As long as the increase in supply of COE is not met with a proportionate (or more than proportionate) increase in demand, we can expect to see a dip in COE prices. Category A COE will perhaps see the largest change in price, and conversely Category B and E will likely see little change.


Following the introduction of the tiered Additional Registration Fee (ARF) and 50% loan-to-value limit tenure of new cars last year, car ownership has become even more difficult against the already sky-high COE. The higher payable ARF from the tiered ARF system means the more expensive cars are dearer to buy. Since most buyers of new cars will take out a loan, they face the challenge of only being able to borrow half the car’s sale price.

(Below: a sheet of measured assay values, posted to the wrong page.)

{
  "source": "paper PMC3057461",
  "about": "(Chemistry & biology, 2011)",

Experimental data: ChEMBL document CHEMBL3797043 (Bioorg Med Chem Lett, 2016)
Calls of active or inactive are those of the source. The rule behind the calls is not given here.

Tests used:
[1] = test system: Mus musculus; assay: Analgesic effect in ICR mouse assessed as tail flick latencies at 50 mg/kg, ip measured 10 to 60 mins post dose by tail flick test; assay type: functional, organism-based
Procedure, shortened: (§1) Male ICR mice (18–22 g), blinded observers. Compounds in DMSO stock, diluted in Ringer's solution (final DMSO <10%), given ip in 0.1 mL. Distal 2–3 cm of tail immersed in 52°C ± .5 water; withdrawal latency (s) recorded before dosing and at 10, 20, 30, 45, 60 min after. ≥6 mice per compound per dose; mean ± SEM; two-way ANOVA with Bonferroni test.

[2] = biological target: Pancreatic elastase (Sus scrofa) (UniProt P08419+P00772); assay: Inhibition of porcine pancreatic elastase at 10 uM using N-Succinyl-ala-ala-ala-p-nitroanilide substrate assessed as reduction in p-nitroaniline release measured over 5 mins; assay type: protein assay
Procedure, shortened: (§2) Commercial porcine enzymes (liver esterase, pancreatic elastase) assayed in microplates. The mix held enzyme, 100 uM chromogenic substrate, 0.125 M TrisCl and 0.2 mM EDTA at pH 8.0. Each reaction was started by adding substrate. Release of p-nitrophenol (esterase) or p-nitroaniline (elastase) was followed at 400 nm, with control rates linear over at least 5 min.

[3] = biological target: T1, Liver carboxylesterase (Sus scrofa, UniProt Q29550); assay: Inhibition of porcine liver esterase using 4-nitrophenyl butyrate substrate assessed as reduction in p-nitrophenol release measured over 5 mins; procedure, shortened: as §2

Moreover, with interest rates currently at 2.88% and COE prices not seeming to plunge in the near future, purchasing a new car is a task that requires much capital and the ability to afford the monthly upkeep.

Not only does a buyer have to consider the purchasing costs, but there are other major ownership costs such as fuel bills, maintenance, insurance and road tax to be considered too.

The cost calculator tool from LTA is a rather good indicator of your ownership and running costs.

Perhaps going for a cheaper, lesser-powered model might make more financial sense if you are uncertain about affordability.

If new cars are still too dear, you may consider buying used. Not only do you perhaps get the car you wish to have, they’re easier on your pocket too.